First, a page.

The Lukewarmness of It All: The Good, The Bad, & The Elbow | 30 Games In

The Phoenix Suns find themselves in a precarious position—mucking about in the middle of a meddling pack! So, let's break down the good, the bad, and the elbow 30 games in.

The Lukewarmness of It All

With a record of 15-15, you couldn't get more .500 if you tried. However, if the Suns were a Tesla, they'd be covered in bumper stickers reading: "Championship or Bust." Many have gone as far as to label the Suns a bust (some fans included). I'd even asked myself (and anyone who would listen) if I'd walk the KD trade back if given the chance?

Why are we so inclined (as Suns fans) to feel so upset by the Suns' performance? Because .500 basketball doesn't feel—even remotely—good enough. Not for a team with a KD and a Booker. And ostensibly, a roster that possesses a Bradley Beal, too.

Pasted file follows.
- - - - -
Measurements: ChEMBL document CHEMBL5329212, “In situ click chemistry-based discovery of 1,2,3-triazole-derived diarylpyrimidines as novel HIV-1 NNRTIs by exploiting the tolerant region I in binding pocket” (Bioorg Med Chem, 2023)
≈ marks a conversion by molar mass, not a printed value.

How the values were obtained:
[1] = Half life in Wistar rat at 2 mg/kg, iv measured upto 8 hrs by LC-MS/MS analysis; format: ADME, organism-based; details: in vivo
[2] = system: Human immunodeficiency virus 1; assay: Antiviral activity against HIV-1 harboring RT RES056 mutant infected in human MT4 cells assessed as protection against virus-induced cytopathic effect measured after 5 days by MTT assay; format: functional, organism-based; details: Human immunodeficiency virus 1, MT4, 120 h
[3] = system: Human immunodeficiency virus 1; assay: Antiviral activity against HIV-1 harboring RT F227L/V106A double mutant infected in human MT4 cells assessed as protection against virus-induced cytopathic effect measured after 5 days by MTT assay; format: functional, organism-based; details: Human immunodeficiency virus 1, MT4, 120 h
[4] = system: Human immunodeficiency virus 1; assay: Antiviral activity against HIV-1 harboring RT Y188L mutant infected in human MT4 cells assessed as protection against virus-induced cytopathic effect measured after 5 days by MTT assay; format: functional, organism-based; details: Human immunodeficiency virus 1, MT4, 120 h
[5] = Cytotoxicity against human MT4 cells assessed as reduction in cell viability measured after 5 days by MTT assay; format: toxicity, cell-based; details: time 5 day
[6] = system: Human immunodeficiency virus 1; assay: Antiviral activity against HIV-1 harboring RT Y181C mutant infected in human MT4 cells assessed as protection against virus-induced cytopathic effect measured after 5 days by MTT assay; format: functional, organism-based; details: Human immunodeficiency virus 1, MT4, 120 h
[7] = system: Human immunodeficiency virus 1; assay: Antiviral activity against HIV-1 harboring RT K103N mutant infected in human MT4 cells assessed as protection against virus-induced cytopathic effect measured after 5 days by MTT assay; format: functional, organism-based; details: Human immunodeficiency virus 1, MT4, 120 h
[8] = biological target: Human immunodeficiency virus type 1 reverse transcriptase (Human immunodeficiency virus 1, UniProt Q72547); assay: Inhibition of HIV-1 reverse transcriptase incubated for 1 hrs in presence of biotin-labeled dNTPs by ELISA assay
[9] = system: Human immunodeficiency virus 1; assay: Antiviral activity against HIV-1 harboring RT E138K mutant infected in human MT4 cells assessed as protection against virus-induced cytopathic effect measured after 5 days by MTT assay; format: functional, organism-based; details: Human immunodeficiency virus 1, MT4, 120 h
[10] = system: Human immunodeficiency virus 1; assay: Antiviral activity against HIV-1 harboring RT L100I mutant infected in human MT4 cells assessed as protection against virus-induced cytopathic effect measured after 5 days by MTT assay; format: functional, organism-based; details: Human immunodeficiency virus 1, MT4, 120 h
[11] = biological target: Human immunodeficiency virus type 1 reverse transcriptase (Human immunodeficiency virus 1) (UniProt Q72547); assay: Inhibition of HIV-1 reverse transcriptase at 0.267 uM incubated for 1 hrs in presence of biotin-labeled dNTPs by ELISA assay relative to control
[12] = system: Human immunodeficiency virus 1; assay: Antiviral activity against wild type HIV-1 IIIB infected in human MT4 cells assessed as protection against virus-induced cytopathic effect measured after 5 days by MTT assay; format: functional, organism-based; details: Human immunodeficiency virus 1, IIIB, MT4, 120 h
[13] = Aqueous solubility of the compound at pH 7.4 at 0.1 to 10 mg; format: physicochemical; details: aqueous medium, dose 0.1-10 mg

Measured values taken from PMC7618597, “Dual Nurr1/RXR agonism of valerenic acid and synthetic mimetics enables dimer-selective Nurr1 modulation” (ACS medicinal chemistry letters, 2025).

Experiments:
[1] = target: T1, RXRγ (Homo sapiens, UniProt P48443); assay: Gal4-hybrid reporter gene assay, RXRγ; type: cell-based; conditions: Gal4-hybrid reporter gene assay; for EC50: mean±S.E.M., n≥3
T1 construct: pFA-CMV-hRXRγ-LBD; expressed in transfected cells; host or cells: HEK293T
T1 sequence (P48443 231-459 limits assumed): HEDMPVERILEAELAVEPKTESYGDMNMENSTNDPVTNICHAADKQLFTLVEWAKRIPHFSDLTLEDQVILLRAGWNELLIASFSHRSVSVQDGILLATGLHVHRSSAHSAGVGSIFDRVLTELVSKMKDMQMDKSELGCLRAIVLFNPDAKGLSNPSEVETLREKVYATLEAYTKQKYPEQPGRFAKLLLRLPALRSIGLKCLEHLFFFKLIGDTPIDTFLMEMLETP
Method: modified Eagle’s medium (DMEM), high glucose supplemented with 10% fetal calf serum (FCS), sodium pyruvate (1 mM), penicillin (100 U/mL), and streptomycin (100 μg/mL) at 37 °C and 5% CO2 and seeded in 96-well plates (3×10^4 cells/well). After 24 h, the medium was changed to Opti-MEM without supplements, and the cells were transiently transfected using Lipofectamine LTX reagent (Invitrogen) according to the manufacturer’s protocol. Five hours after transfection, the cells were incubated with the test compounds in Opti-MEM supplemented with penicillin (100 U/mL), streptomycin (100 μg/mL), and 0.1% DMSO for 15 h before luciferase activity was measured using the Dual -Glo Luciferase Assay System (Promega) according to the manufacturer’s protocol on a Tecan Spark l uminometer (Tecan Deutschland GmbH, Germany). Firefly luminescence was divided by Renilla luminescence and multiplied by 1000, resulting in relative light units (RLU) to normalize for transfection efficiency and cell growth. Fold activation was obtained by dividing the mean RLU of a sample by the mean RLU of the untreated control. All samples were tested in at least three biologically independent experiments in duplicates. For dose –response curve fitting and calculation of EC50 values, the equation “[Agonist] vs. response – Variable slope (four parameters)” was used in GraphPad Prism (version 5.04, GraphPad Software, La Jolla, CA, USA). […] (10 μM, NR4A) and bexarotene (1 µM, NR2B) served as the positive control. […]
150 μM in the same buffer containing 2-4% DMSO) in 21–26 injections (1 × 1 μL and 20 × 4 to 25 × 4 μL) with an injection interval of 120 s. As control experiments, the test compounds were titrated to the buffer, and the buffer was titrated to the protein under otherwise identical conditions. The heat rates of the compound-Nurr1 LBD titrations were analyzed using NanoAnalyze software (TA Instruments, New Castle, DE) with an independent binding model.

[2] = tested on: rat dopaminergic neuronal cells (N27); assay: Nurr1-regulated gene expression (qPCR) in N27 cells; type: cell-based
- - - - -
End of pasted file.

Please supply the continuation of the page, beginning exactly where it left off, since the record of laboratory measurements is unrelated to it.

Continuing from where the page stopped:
This is a squad that was meant to work. To gel and click, dominate, and look fabulous whilst doing so. Look at all the nice things the Suns have (are intended to have?): A coaching staff that would rise to the challenge. The best collection of veteran's minimum guys ever assembled. The best collection of three-point shooters on a single team ever! The hunger. The length. The unselfishness. The basketball IQ. The firepower.

The Suns were meant to be.

Lukewarm temperature is the worst. It's not cold enough to refresh and revitalise or hot enough to relax and soothe. And that's Phoenix Suns basketball right now. Firmly stuck in .500 mode. And that's the thing. There's this feeling present for the Suns as a squad, and we're involved as a fan base; the beating of heads against the proverbial wall. The Lukewarmness of it all. The 50/50 feeling, the should-they-or-shouldn't-they-ness of it.

What Do We Do? What Do They Do?

Should we finger-point? Should we call for trades, firings, and reset-modes? Let's discuss...

Why Play Blame Games?

We all get it—basketball is a team sport, and there is rarely one person to blame for a team's struggles. This is definitely the case with Phoenix. A new head coach, a roster full of new faces, a swathe of injuries, a new system, the time needed to carve an identity [knowing themselves as a collective and players individually accepting roles required]... So. Many. Moving. Pieces.